Published 04 April 2017
Cli Fi aspires to envision a climate change culture for readers who are in some cases losing their sense of what it means to be human, to strive for a common good, and to love.
In association with the Department of Gender and Cultural Studies as part of the event series Hacking the Anthropocene II: Weathering
Professor LeMenager’s visit is funded by the Sydney Social Sciences and Humanities Advanced Research Centre (SSSHARC), in association with the ARC-funded History of Emotions
Since climate change began to show itself in the late twentieth century, varied literary genres or forms have come into being to speak of human extinction and the profound loss of animal habitats that climate change entails. Climate fiction, or Cli Fi, is the most well-known. Fictions called Cli Fi are remarkably diverse, ranging from psychological Realism to science fiction to newer genres attempting to stand apart from Cli Fi, such as Solarpunk. Cli Fi ranges across media, from digital to television, film, short fiction, novels, and memoir. Professor Stephanie LeMenager’s discussion of climate change culture begins in the struggle to create transformative fictions, by which she means the struggle to find new stories and states of feeling, new patterns of expectation and means of living with an unprecedented set of limiting conditions. More broadly, this talk addresses the ways in which Cli Fi aspires to envision a climate change culture for readers who are in some cases losing their sense of what it means to be human, to strive for a common good, and to love.
Keynote: Professor Stephanie LeMenager, University of Oregon
Respondent: Professor Christopher Wright, University of Sydney Business School
Chair: Dr. Jennifer Mae Hamilton, Department of Gender and Cultural Studies, University of Sydney
Stephanie LeMenager is the Moore Endowed Professor of English at the University of Oregon. Over the years, her career developed toward the environmental humanities through programming and outreach work at my former university, UC-Santa Barbara, and through my founding roles in diverse green public humanities ventures, including the environmental humanities journal Resilience, co-founded with Professor Stephanie Foote of the University of Illinois. Other collaborations include the “i (heart) h2o” campus lab project for raising student awareness about water systems with artists Sara Daleiden and Therese Kelly and professor Janet Walker, international relationships with Stockholm University, where she has taught, and Mid-Sweden University, which will partner with University of Oregon faculty and graduate students to address environmental crises such as climate change through culture and media. She has been an invited steering committee member in the Mellon-sponsored “Humanities for the Environment” (HfE) Observatory administered at Arizona State University, a curatorial consultant at the Blaffer Museum in Houston, Texas, for an installation by Zina Saro Wiwa which addresses the legacies of oil and art in the Niger Delta, and has been a member of the “After Oil” research and public outreach collective, based in Canada. These projects, in addition to her recent book Living Oil: Petroleum Culture in the American Century (Oxford U Press, 2014), represent her commitment to building out the strengths of her training in literary and cultural studies toward interdisciplinary teaching and a broad discussion of what it means to be human in the era of climate change.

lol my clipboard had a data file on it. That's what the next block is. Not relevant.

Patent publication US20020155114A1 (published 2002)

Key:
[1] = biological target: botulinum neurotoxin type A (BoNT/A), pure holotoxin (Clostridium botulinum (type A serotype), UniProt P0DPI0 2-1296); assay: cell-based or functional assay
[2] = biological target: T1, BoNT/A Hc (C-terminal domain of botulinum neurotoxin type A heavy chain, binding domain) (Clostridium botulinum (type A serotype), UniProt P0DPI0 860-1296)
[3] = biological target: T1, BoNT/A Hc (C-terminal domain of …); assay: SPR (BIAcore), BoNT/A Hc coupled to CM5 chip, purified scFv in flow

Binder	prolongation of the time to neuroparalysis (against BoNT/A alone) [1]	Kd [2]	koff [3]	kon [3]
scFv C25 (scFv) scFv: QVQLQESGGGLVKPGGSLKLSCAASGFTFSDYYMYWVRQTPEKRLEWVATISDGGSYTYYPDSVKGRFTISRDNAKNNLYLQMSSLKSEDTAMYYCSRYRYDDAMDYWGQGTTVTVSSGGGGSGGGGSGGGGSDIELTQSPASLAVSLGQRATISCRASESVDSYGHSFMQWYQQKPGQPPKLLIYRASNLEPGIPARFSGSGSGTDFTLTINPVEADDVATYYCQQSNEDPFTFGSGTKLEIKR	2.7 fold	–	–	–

Christopher Wright is Professor of Organisational Studies at the University of Sydney Business School where he teaches and researches organisational change, sustainability and critical understandings of capitalism and political economy. He has published extensively on the history of management, management consultancy, the changing nature of the labour process. His current research explores organizational and societal responses to climate change, with a particular focus on how managers and business organizations interpret and respond to the climate crisis. He has published on this topic in relation to issues of corporate environmentalism, corporate citizenship, organizational justification and compromise, risk, identity and future imaginings. He is the author of a number of books, including most recently: Climate Change, Capitalism and Corporations: Processes of Creative Self-destruction (Cambridge University Press, 2015).
Jennifer Mae Hamilton (chair) is a Postdoctoral Research Associate in the Department of Gender and Cultural Studies at the University of Sydney funded by The Seed Box: A MISTRA-FORMAS Environmental Humanities Collaboratory at Linköping University, Sweden. She is also an adjunct lecturer in Ecocriticism at New York University (Sydney) and an Associate Investigator with the ARC Centre of Excellence in the History of Emotions. Jennifer completed a PhD in English at the University of NSW (UNSW). During her candidature she tutored in English and Women’s and Gender Studies at UNSW and English at the Western Sydney University. Her dissertation has been adapted into the book ‘This Contentious Storm’: An Ecocritical and Performance History of King Lear, forthcoming with Bloomsbury Academic. After her PhD she took an adjunct position in Environmental Humanities at UNSW (2013-2015), teaching and guest lecturing into their interdisciplinary programs. She co-convenes the reading group Composting: Feminisms and the Environmental Humanities here at the University of Sydney.